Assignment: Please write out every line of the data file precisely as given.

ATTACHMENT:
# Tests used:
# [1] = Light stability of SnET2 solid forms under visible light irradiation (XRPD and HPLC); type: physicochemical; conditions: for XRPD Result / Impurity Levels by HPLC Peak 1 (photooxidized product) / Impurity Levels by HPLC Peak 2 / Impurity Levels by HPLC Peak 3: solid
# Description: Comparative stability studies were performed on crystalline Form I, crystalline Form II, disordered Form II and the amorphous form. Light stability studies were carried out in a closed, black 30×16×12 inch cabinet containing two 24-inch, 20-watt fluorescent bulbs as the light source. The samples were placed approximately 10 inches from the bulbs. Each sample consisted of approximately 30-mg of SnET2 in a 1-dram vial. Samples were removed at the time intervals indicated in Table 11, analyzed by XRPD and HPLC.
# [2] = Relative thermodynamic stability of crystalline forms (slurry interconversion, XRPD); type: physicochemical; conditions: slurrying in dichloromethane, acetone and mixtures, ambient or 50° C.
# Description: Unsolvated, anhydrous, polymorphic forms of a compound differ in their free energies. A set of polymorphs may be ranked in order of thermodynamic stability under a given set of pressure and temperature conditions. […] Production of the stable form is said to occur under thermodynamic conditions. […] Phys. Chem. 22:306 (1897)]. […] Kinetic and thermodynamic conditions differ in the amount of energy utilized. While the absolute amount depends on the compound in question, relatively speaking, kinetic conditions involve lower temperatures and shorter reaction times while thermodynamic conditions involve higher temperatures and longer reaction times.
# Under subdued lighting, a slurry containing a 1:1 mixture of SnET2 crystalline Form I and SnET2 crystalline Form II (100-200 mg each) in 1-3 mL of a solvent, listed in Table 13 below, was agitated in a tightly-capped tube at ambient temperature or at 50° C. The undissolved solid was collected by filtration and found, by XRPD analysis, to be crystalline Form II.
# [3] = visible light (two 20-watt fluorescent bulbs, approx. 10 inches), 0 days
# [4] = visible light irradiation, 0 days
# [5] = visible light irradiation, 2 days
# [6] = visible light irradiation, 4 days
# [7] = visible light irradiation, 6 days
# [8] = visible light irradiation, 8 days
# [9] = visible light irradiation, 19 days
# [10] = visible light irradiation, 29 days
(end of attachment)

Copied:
# Tests used:
# [1] = Light stability of SnET2 solid forms under visible light irradiation (XRPD and HPLC); type: physicochemical; conditions: for XRPD Result / Impurity Levels by HPLC Peak 1 (photooxidized product) / Impurity Levels by HPLC Peak 2 / Impurity Levels by HPLC Peak 3: solid
# Description: Comparative stability studies were performed on crystalline Form I, crystalline Form II, disordered Form II and the amorphous form. Light stability studies were carried out in a closed, black 30×16×12 inch cabinet containing two 24-inch, 20-watt fluorescent bulbs as the light source. The samples were placed approximately 10 inches from the bulbs. Each sample consisted of approximately 30-mg of SnET2 in a 1-dram vial. Samples were removed at the time intervals indicated in Table 11, analyzed by XRPD and HPLC.
# [2] = Relative thermodynamic stability of crystalline forms (slurry interconversion, XRPD); type: physicochemical; conditions: slurrying in dichloromethane, acetone and mixtures, ambient or 50° C.
# Description: Unsolvated, anhydrous, polymorphic forms of a compound differ in their free energies. A set of polymorphs may be ranked in order of thermodynamic stability under a given set of pressure and temperature conditions. […] Production of the stable form is said to occur under thermodynamic conditions. […] Phys. Chem. 22:306 (1897)]. […] Kinetic and thermodynamic conditions differ in the amount of energy utilized. While the absolute amount depends on the compound in question, relatively speaking, kinetic conditions involve lower temperatures and shorter reaction times while thermodynamic conditions involve higher temperatures and longer reaction times.
# Under subdued lighting, a slurry containing a 1:1 mixture of SnET2 crystalline Form I and SnET2 crystalline Form II (100-200 mg each) in 1-3 mL of a solvent, listed in Table 13 below, was agitated in a tightly-capped tube at ambient temperature or at 50° C. The undissolved solid was collected by filtration and found, by XRPD analysis, to be crystalline Form II.
# [3] = visible light (two 20-watt fluorescent bulbs, approx. 10 inches), 0 days
# [4] = visible light irradiation, 0 days
# [5] = visible light irradiation, 2 days
# [6] = visible light irradiation, 4 days
# [7] = visible light irradiation, 6 days
# [8] = visible light irradiation, 8 days
# [9] = visible light irradiation, 19 days
# [10] = visible light irradiation, 29 days